First of all, we can’t stop time and gravity or the hyper-mobility of certain parts of our face. If you look at my picture from10 years ago, you’re going to see some changes. The journey that I like to help take people on is to have the best face, the best version of themselves that they can be. For example, I have a 50 year old woman patient who says, “I just want to look a good 50, I don’t want to look 20.” So what do we do about that? We look at the cause of the wrinkles. Some of it’s inevitable, but the graceful journey is what we’re all about and that’s what I’m hearing from my patients.

Sagging skin, nothing short of surgery can correct. It’s a tuck and a lift, and all of a sudden we can open up a woman’s eyes with a hidden incision, brow lift and a lid tuck called a blepharoplasty where we hide the incision right in the crease.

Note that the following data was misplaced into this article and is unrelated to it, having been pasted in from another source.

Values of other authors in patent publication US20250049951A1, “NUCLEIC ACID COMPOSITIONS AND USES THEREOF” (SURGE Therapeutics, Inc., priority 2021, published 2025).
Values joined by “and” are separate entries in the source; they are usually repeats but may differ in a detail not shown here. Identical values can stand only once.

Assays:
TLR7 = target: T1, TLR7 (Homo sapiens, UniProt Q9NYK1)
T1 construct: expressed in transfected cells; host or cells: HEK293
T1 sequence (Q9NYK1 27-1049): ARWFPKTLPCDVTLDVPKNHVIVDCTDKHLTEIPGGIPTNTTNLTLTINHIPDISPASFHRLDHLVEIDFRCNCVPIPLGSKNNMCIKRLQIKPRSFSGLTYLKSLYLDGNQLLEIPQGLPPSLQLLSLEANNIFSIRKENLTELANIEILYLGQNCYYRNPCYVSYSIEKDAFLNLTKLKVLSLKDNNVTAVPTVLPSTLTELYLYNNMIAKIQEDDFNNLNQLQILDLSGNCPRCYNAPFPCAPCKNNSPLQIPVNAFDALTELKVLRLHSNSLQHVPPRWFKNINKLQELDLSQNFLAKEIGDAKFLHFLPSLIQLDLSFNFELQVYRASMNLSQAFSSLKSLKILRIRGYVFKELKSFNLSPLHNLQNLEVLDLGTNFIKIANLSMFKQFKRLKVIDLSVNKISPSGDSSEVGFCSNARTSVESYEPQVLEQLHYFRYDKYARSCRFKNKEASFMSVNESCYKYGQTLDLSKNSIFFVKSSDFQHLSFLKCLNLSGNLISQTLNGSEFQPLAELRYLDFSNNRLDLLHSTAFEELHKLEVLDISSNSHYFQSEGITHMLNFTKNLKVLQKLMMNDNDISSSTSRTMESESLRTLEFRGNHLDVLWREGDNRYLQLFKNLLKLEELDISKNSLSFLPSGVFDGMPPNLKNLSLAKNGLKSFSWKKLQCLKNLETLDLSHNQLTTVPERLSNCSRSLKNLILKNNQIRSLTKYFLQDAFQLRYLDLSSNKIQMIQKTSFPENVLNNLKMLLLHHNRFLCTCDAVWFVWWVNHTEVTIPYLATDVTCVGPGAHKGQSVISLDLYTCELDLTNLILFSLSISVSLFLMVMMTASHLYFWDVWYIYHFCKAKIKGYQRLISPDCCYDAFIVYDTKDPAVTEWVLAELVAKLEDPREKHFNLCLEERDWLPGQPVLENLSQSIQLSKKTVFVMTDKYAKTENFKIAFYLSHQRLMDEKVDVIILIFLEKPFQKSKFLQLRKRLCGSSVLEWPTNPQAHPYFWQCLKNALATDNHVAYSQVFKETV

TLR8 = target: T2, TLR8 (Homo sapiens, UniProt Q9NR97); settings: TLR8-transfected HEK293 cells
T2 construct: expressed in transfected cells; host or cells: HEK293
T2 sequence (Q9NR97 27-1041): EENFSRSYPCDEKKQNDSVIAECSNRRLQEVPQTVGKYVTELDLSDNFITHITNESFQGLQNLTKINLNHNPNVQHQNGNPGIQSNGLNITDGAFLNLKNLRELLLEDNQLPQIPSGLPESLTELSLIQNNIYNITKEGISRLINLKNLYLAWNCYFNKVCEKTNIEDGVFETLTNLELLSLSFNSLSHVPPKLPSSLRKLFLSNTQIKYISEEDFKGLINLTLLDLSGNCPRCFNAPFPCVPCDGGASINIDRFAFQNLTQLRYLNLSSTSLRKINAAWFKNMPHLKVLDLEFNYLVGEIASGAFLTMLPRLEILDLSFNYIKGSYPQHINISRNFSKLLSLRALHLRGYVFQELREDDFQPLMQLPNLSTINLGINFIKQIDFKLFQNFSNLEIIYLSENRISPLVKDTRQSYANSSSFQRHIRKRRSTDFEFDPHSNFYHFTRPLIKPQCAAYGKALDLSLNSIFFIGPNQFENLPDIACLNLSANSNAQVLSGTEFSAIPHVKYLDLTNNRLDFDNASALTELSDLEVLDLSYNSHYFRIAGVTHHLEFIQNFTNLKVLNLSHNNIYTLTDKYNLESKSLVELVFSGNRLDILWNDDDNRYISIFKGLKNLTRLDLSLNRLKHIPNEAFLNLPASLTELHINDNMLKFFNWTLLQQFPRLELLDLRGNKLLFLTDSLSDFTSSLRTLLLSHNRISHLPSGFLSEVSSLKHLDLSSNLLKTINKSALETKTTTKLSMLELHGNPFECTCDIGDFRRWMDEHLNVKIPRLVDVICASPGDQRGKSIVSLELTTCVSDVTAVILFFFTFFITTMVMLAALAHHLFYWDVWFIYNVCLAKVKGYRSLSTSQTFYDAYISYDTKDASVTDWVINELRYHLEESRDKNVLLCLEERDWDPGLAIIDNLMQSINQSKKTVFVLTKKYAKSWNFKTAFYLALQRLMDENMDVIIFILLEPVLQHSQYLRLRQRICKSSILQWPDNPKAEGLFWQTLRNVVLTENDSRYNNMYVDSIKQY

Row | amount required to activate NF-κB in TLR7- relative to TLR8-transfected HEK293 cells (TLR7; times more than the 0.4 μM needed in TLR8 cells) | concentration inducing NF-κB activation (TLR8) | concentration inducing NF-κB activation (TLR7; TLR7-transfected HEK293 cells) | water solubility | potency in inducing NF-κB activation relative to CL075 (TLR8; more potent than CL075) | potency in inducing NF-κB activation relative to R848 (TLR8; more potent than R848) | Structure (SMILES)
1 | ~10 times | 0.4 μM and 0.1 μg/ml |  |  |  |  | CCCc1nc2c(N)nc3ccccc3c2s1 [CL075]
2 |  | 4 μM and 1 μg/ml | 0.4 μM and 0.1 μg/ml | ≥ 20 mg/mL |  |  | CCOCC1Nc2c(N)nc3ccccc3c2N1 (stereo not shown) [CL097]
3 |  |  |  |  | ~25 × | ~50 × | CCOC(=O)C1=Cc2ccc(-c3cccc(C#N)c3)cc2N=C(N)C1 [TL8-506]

When you think about wrinkles and aging, though, you have to look at the cause of the wrinkle, I call them our sinkers, our saggers, and our squeezers. Sinkers describes a loss of tissue, and when we’ve lost tissue, especially in our 40’s, 50’s and 60’s, we’ll notice that we’ll look in the mirror and we look sad sometimes. That’s due to the corners of the mouth pulling down, our lips kind of role inside our mouth as we get older. With subtle enhancements with a dermal injectible like Restilin, it’s basically a natural sugar that you can fill in the creases; it’s like caulking. So you can take the down-turned corner of the mouth and tip it up. A lot f women like that. They like to look in the mirror and see a pleasant expression. The second place you tend to look at someone is the mouth, because it tends to move a lot, especially in my case (she adds laughing). The filler is the other “no down time” category.